Gastric carcinosarcoma with FGFR2 amplification under long-term control with pazopanib: a case report and literature review | BMC Gastroenterology

Carcinosarcoma is found in organs such as the uterus, ovaries, bladder, lungs, and esophagus [2]. Gastric carcinosarcoma is an extremely rare disease, with approximately 70 cases reported in the Japanese and English scientific literature [1]. The pathogenesis of gastric carcinosarcoma remains unclear, and standard chemotherapy has not been established [2]. The prognosis is extremely poor, with an estimated mean survival time of 7–10 months [1]. We report a case of postoperative recurrence of gastric carcinosarcoma under long-term tumor control with pazopanib.

Gastric carcinosarcoma is rarely definitively diagnosed preoperatively and is usually detected based on by postoperative pathological examination findings. Gastric carcinosarcoma clinically resembles gastric adenocarcinoma and cannot be easily differentiated either endoscopically or radiologically [1]. Therefore, immunohistochemical analysis of surgical specimens is useful for obtaining a definitive diagnosis of gastric carcinosarcoma [3]. Cytokeratin AE1/AE3, carcinoembryonic antigen, epithelial membrane antigen, chromogranin A, CD56, and synaptophysin are specific markers to identify carcinomatous components, whereas desmin, vimentin, and α-smooth muscle/sarcomeric actin are specific markers to identify sarcomatous components [3]. In this case, cytokeratin AE1/AE3 was expressed in the adenocarcinoma component, and vimentin was expressed in the sarcoma component. Therefore, gastric carcinosarcoma was diagnosed.

No standardized chemotherapy has been established for gastric carcinosarcoma. Some studies have described the effects of chemotherapy, although few studies have shown satisfactory results [4,5,6,7]. We selected pazopanib, which has been approved for treating patients with metastatic soft tissue sarcoma. After chemotherapy for gastric cancer was ineffective, the patient was switched to treatment for the sarcoma. Doxorubicin was initially considered; however, because of the patient’s advanced age and decreased wall motion in the cardiac apex, which indicated a decreased myocardial reserve, we decided to use pazopanib, which is generally used after the second-line treatment and is considered to be better tolerated than chemotherapy. Pazopanib is a second-generation small-molecule tyrosine kinase inhibitor with high affinity against vascular endothelial growth factor receptor-1/2/3; and lower affinity against platelet-derived growth factor receptor-α/β, FGFR-1/2, and stem cell factor receptor [8]. The PALETTE trial showed a significantly prolonged progression-free survival (4.6 months for patients receiving pazopanib versus 1.6 months for patients receiving placebo) in patients with metastatic soft tissue sarcoma [8]. In this case, the sarcoma component constituted the majority of the tumor and had features of numerous nuclear mitoses that was indicative of high malignancy and strong proliferative potential. This suggests that chemotherapy targeting sarcoma components may be effective and that pazopanib is a suitable treatment.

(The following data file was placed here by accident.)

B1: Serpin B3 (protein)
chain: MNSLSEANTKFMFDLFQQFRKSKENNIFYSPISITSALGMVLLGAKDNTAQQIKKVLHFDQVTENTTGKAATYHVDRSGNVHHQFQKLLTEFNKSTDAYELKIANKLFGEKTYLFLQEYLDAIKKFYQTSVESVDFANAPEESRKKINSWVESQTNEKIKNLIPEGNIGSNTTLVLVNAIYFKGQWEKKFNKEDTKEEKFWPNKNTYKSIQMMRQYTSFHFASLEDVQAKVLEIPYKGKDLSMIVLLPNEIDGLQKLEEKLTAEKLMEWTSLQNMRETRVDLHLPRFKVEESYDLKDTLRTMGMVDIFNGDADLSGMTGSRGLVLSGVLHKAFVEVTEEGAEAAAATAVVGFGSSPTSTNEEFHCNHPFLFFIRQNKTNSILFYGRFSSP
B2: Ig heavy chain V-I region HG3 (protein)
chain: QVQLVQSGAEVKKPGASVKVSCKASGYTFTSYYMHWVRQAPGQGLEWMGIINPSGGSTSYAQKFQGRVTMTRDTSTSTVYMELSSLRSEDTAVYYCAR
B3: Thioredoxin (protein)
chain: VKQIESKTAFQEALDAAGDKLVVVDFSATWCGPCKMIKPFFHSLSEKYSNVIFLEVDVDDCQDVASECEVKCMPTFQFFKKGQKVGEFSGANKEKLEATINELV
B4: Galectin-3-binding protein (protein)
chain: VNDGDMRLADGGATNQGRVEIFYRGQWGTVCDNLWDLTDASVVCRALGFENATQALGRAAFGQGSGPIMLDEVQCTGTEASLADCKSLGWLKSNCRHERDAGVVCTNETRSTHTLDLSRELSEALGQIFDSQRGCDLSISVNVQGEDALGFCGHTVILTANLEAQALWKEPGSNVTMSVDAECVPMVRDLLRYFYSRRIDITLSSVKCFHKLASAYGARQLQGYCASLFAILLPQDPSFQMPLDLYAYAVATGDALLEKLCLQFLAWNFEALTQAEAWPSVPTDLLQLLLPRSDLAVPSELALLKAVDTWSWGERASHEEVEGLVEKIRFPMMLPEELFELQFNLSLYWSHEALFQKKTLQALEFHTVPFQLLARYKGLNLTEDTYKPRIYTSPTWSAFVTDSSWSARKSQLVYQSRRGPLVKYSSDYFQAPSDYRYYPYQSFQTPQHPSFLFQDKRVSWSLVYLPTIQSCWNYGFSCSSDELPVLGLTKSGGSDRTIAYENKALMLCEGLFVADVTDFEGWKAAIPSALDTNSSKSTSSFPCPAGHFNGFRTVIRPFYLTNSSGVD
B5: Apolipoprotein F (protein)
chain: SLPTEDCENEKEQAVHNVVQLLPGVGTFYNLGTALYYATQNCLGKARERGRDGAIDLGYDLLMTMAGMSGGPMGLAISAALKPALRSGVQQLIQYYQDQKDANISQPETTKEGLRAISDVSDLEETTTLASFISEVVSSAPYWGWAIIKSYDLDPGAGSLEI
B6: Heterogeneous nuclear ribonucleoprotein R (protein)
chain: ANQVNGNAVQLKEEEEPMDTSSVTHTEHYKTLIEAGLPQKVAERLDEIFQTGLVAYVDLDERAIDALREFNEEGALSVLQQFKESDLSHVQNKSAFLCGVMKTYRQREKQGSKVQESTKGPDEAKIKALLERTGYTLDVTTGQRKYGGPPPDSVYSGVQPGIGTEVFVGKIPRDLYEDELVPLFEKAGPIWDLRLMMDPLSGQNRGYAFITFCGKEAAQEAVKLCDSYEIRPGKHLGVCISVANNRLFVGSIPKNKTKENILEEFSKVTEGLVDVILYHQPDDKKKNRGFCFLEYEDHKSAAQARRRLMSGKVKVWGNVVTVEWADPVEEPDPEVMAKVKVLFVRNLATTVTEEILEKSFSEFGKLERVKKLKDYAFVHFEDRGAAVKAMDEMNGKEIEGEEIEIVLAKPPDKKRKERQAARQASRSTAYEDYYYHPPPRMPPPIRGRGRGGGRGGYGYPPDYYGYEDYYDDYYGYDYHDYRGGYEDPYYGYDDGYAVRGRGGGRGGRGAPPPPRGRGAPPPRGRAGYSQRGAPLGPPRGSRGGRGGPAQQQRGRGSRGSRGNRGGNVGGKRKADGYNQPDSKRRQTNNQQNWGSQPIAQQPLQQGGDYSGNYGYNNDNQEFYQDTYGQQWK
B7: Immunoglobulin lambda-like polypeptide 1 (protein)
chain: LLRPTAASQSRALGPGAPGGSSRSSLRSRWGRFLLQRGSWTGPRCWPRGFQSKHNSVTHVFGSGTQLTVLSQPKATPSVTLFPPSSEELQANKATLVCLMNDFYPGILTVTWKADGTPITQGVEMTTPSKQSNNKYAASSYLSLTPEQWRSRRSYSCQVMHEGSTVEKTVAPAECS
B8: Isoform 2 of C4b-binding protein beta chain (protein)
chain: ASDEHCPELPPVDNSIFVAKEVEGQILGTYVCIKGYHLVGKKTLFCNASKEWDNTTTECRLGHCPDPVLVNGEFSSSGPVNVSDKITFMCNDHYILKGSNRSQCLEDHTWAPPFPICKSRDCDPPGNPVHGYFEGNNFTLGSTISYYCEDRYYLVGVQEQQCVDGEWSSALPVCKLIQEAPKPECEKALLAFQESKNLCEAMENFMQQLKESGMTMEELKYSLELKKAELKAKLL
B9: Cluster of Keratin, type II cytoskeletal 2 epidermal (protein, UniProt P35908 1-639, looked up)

With the advent of next-generation sequencers, genomic profiling tests for rare cancers have become popular in recent years. In our case, a genomic profiling test with the OncoGuide™ NCC Oncopanel System was performed using liver specimens after the patient became refractory to chemotherapy. Liver specimens selected as recurrent lesions may contain more accurate genetic information of the tumor at the time of pazopanib initiation than the primary lesions do. Abnormalities were identified in five cancer-related genes. Among these, a 23.66-fold amplification of FGFR2 was identified. Several preclinical models have indicated that abnormalities in FGFR may contribute to carcinogenesis [9,10,11]. FGFR amplification often leads to the overexpression of the protein, thereby causing increased accumulation of receptors and activation of downstream signaling pathways. Kim et al. reported that the treatment of gastric cancers with FGFR2 amplification with pazopanib resulted in a significant decrease in cell survival, while the same treatment showed no growth inhibitory effect on gastric cancers without FGFR2 amplification [12]. In addition, FGFR is structurally homologous with VEGFR, PDGFR, and other tyrosine kinase receptors, and each receptor has complementary and overlapping functions in promoting angiogenesis. Treatment with a multi-tyrosine kinase inhibitor could target each receptor, potentially leading to synergistic effects [10]. In conclusion, pazopanib, which is the only FGFR inhibitor for the treatment of sarcoma that is covered by insurance in Japan, may be effective against the carcinoma component of gastric carcinosarcoma with FGFR2 amplification.

Although other genetic abnormalities, such as AKT3 N127D, NOTCH1 A2036T, and POLD1 M161I, may also be involved in carcinogenesis, their significance is unclear. TP53:R209 is considered as a loss-of-function mutation. p53 can activate DNA repair genes or induce apoptosis in the presence of DNA damage. However, treatment for the loss of p53 tumor suppressor function is not common.

Although there is currently no established chemotherapy for gastric carcinosarcoma, pazopanib may be an effective treatment option for carcinosarcoma with highly malignant sarcoma components. Furthermore, consideration of therapeutic agents based on genetic profiling tests is essential for the effective treatment of gastric carcinosarcoma.

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